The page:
Top Concerns for DevOps/IT Ops
- End User Monitoring
- Server Request Performance
- Application Topologies
- Integrated Log Visibility
- Integration with Analytics
- Light Touch Data Aggregation of all kinds of machine data
- Topology-Aware Exploration
- Machine Learning
- APM Integration
- Analyze Resource Usage
- Discover Systemic or common performance problems
- Plan for the Future
- Gain 360-degree insight into the performance, availability, and capacity of your applications and infrastructure investments
- Find and fix application issues fast by eliminating the unnecessary complex manual application monitoring processes and multiple toolsets
- Improve efficiency of IT organizations by reducing dependence on large groups of IT staff participating in war rooms
- Search, explore, and correlate machine data data to troubleshoot problems faster, derive operational and business insight, and make better decisions.
- Makes IT organizations proactive by identifying systemic problems and capacity issues
- Reduce Cost of Operations as these services are offered in the cloud and customers do not have to maintain any underlying infrastructure
Here is the direct link to the blog.
See my blog in BMC communities for challenges with old generation of APM products.
Here is the direct link : https://communities.bmc.com/communities/community/bsm_initiatives/app_mgmt/blog/2012/12/04/challenges-with-apm-10-products
Venue / Room: Parc 55 - Market Street
Date and Time: 10/2/12, 17:30 - 18:15
Session : CON6173 - Making Sense out of the Java PaaS Platforms
Venue / Room: Parc 55 - Market Street
Date and Time: 10/2/12, 11:30 - 12:30
I hope to see some of you next week.
Have you deployed your enterprise application in a Java PaaS? I would be interested to know your thoughts.
Here is a survey on Java PaaS http://www.surveymonkey.com/s/BDZRWQF
I am writing this blog using my iPad and blogger is not iPad friendly
Here is the table of contents for the book:
Part I: Overview of the EJB landscape
1. What's what in EJB 3.1
2. A first taste of EJB 3
Part II: Working with EJB 3 components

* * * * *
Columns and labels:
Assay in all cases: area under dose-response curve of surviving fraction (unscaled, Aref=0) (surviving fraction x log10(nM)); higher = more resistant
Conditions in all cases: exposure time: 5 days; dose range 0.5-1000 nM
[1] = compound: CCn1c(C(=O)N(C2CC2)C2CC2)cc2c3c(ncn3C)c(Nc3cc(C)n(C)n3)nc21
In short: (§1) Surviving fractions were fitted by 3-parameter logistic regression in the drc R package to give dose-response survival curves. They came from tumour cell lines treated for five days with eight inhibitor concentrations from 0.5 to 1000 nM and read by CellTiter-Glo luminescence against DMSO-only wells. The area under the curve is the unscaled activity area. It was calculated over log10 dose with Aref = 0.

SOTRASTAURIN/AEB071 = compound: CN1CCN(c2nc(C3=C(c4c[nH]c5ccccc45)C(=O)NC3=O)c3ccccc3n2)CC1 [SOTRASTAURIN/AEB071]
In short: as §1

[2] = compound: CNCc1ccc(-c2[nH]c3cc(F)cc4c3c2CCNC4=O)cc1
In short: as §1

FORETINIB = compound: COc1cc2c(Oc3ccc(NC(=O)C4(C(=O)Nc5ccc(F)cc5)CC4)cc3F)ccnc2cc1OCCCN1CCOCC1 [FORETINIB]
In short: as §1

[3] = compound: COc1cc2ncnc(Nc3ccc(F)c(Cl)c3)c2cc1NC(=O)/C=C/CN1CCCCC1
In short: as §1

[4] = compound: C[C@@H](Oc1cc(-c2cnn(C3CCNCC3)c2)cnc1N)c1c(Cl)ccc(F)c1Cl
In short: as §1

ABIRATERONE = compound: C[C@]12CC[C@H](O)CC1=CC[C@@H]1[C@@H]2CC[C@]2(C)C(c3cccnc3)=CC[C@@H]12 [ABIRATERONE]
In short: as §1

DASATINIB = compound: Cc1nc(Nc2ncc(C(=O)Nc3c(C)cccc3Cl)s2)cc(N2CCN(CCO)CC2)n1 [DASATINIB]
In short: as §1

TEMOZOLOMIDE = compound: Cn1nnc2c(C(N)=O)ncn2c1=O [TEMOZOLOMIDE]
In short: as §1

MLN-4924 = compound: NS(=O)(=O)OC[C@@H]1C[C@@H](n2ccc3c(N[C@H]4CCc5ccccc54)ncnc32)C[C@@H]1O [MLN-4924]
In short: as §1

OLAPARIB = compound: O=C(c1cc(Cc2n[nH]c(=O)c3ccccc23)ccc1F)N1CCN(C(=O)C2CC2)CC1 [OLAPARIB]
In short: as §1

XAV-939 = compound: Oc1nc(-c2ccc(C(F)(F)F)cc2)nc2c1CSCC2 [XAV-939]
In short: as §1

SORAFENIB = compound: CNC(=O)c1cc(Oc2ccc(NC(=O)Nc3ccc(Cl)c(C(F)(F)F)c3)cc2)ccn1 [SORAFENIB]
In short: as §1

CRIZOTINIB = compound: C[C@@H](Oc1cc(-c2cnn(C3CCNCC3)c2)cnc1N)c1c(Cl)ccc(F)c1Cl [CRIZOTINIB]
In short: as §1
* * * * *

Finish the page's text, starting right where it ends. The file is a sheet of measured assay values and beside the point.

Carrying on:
3. Building business logic with session beans
4. Messaging and message-driven beans
5. EJB runtime context, dependency injection, and aspect oriented programming
6. Transactions and security
7. Scheduling and timers in EJB
8. Exposing EJBs as SOAP and REST web services
Part III: Using EJB 3 with JPA and CDI
9. JPA entities
10. Managing entities
11. Using CDI with EJB 3
Part IV: Putting EJB 3 into action
12. Packaging EJB 3 applications
13. EJB 3 testing
14. Designing EJB-based systems
15. EJB performance and scalability
16. EJB 3, Seam, and Spring
17. The future of EJB 3
A. RMI primer
B. Migrating from EJB 2.1 to EJB 3
C. Annotations reference
D. Deployment descriptors reference
E. Installing and configuring the Java EE 6 SDK
F. EJB 3 developer certification exam
G. EJB 3 tools support
The book is available on Manning Early Release Program. You can join MEAP and help improve the program
Most vendors have focused on providing limited functionality such as windowing, filtering, and pattern matching, often known as Complex Event Processing (CEP).These vendors have also been targeting limited use cases in the Financial Services sector. As CEP did not take off, many vendors have buried their offerings inside their SOA and BPM solutions. However, I think event processing is pervasive inside all businesses. Whenever you tweet or send a text/sms it generates an event. Whenever you plug in your electric vehicle to the grid, whenever you have a power outage, or whenever a machine breaks down in a factory – events are generated. A smart business needs to analyze and exploit these messages to make the right decision to take the right decision at the right time. Many of the new generation of applications are being built using an event-driven paradigm and need a new generation of middleware platform named an Event Server Platform. In this article, I will introduce an event server platform.What is an Event Server?
Why do you use an application server? Because you do not want to reinvent the wheel and take advantage of several services the application server provides to quickly build your application. An event server provides similar functionality for users to rapidly build and deploy event-processing applications – optimized for event processing. I will discuss why traditional application servers are not suitable for event processing in a future article. One of the key points here is that traditional application servers are optimized for request-response applications and not for event processing.
In all practical senses an event server is an application server optimized for event processing applications. Let us look at an example architecture. The following figure shows the architecture for the Starview Event Server that is built on OSGi:
You have to build an application before you deploy it to an event server. So you need tools and languages to build an application.Development Tool
You will need to build, test, and debug your event-driven application and hence you will need an IDE. Here is an example of Starview ACE that uses a model-driven approach to build an event-driven application. Starview ACE is an Eclipse plug-in and application models are based on the Eclipse Model Framework:
You will need to capture an event stream at its source and in-bound adapters provide this connectivity. The event source can be a messaging system, SNMP traps, socket reader, log files, database updates, and so on. An event server provides out–of-the-box adapters to simplify reading event sources without much programming. The adapters also generate outbound events or integrate with third-party systems and resources for correlating events.
Programming Language aka Event Processing Language